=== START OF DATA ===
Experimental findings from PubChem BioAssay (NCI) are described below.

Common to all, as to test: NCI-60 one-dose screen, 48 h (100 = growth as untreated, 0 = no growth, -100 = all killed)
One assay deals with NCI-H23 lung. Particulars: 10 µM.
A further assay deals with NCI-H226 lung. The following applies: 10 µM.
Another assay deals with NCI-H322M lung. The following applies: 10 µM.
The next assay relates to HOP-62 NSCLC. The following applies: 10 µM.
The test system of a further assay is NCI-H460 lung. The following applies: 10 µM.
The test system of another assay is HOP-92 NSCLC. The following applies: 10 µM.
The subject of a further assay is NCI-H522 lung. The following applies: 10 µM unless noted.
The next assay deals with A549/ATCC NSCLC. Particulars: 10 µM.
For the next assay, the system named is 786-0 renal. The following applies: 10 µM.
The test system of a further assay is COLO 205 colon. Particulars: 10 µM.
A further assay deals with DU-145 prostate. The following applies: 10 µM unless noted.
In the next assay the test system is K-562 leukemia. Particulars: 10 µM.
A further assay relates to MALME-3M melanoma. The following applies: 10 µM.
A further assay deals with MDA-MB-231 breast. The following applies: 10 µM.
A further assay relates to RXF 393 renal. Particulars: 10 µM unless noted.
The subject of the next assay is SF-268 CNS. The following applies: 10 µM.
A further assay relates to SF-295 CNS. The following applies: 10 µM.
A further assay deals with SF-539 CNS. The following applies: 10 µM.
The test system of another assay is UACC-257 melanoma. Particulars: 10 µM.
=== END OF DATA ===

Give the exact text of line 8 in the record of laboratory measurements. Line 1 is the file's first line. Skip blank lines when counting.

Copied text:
The test system of another assay is HOP-92 NSCLC. The following applies: 10 µM.